I swam in every meet that was in the area, dragging my husband and two children with me. The children were used to sitting in the stands while I swam. On my workout days, when my workout was over, it was their turn to swim, and they loved the water. Neither of them got to swim competitively as they grew up. My daughter wanted to join a team, but it didn’t work out.
In the early days of AAU Swimming, I got a National Top 10 time every time I swam, and many first place swims in local meets (there were very few swimmers in any age group). On the current USMS web site there are not many Oregon meets from the 1970s, so most of my swims don’t appear there.
Most of my swimming days have been self-coached. In the 1980s I met Chris Clum who was working out at the same pool as I, and we have been workout-partners since then. (Chris swam in age-group swimming with Ginger Pierson.) We get our workouts from the internet. The coaches we have had, each for a very brief period of time, were Chris Roth, Bud Taylor, Sandy Nelson, Rod Jones, Derek Spires, Tim Luney and Marc Smith. Sandy, Rod, and Derek were coaches for the local age-group team and each coach allowed us to swim with the age-groupers for a brief time. Bud and Mark coached me as a Masters Swimmer, Tim was a fellow swimmer who gave workouts. It was Mark Smith who taught me, as recently as 2016, how to do butterfly correctly. Since then I have been working on it without feedback until Dennis Baker walked by one day and gave me a tip to breathe earlier and to put my head down sooner. It is getting better. Thank you, Dennis.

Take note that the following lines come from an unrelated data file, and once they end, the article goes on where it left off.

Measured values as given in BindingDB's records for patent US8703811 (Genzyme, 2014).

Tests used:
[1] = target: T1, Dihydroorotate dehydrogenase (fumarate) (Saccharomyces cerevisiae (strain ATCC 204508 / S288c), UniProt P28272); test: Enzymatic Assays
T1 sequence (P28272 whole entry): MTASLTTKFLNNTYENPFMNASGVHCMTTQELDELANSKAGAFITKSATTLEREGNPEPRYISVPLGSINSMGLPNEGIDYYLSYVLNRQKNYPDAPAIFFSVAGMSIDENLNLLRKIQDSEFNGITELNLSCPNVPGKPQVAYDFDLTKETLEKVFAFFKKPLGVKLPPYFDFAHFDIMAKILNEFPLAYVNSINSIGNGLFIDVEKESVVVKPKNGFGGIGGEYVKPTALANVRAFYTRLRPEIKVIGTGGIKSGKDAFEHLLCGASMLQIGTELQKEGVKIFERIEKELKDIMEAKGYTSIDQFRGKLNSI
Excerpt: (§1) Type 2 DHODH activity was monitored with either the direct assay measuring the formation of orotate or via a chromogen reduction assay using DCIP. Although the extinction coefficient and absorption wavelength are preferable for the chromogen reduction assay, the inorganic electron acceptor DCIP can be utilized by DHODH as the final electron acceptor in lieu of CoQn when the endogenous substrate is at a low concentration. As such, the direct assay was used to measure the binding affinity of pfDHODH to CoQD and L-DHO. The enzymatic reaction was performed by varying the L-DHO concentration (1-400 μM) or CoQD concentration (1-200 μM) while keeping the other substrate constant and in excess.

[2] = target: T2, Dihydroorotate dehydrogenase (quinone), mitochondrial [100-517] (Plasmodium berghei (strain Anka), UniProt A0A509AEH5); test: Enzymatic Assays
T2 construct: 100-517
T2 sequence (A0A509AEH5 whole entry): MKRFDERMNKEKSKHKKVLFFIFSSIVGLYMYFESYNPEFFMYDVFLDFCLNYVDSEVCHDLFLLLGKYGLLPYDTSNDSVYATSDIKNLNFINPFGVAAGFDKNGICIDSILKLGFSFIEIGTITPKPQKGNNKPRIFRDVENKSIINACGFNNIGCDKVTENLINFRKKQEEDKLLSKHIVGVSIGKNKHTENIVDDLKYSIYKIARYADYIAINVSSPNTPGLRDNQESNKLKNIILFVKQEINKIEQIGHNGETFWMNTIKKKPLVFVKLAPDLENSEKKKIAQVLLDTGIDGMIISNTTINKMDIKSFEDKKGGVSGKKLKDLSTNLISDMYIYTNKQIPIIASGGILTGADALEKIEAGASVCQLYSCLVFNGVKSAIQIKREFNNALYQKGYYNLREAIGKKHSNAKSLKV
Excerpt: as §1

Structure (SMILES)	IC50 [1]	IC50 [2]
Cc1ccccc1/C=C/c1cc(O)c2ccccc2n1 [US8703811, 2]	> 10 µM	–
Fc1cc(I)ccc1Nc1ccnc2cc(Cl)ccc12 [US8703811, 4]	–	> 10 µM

Swimming is the best exercise one can do, in my opinion. I am so thankful to be in a sport where a person can get a good cardio workout without becoming injured. Swimming is fun, is very healthy, and, it is for the rest of my life.
Arlene Delmage asked me to explain how I became editor of the Aqua Master.
I am a scientist, and in no way did I consider myself creative enough to do anything in the ‘artsy’ field. In spite of no graphic arts classes in my background, a man who had been doing a pro bono newsletter for another organization wanted to retire, so he sold his newspaper and asked me to take over the pro bono newsletter. He gave me some hints and I was on my own. That newsletter gave me experience which I enjoyed, so, when I saw the notice that David Radcliff was going to turn over his job to someone else, I wrote David and asked for details. When he asked me for a sample of my work, I was able to send him a copy of the newsletter referred to above. The OMS Board asked for an interview and they gave me the job. I told the Board that I just wanted to do the layout aspect of the newsletter — let someone else be editor. So, instead, they gave me a very good writer, Karen Andrus-Hughes, to write the front page, but wanted to call me Editor. I hesitated about that arrangement, thinking I would probably end up being the Editor–but eventually said okay. The rest is current history!